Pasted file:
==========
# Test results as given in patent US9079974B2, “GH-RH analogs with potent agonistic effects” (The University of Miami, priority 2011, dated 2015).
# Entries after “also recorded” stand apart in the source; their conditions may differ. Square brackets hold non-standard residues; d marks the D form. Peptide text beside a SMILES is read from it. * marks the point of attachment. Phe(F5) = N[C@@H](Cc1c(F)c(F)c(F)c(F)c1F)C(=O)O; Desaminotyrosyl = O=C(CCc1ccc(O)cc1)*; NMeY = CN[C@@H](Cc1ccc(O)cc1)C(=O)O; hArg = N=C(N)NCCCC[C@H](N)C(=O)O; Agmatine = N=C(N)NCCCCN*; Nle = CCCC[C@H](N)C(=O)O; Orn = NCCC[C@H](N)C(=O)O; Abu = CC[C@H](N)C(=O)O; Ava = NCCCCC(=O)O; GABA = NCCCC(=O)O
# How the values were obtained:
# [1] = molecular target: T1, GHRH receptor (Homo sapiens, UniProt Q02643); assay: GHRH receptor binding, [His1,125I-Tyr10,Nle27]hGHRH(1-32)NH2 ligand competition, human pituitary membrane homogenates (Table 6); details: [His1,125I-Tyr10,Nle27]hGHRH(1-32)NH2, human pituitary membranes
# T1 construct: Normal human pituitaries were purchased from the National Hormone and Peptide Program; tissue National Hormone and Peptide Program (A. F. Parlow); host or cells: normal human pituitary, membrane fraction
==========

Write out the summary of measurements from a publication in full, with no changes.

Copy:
# Test results as given in patent US9079974B2, “GH-RH analogs with potent agonistic effects” (The University of Miami, priority 2011, dated 2015).
# Entries after “also recorded” stand apart in the source; their conditions may differ. Square brackets hold non-standard residues; d marks the D form. Peptide text beside a SMILES is read from it. * marks the point of attachment. Phe(F5) = N[C@@H](Cc1c(F)c(F)c(F)c(F)c1F)C(=O)O; Desaminotyrosyl = O=C(CCc1ccc(O)cc1)*; NMeY = CN[C@@H](Cc1ccc(O)cc1)C(=O)O; hArg = N=C(N)NCCCC[C@H](N)C(=O)O; Agmatine = N=C(N)NCCCCN*; Nle = CCCC[C@H](N)C(=O)O; Orn = NCCC[C@H](N)C(=O)O; Abu = CC[C@H](N)C(=O)O; Ava = NCCCCC(=O)O; GABA = NCCCC(=O)O
# How the values were obtained:
# [1] = molecular target: T1, GHRH receptor (Homo sapiens, UniProt Q02643); assay: GHRH receptor binding, [His1,125I-Tyr10,Nle27]hGHRH(1-32)NH2 ligand competition, human pituitary membrane homogenates (Table 6); details: [His1,125I-Tyr10,Nle27]hGHRH(1-32)NH2, human pituitary membranes
# T1 construct: Normal human pituitaries were purchased from the National Hormone and Peptide Program; tissue National Hormone and Peptide Program (A. F. Parlow); host or cells: normal human pituitary, membrane fraction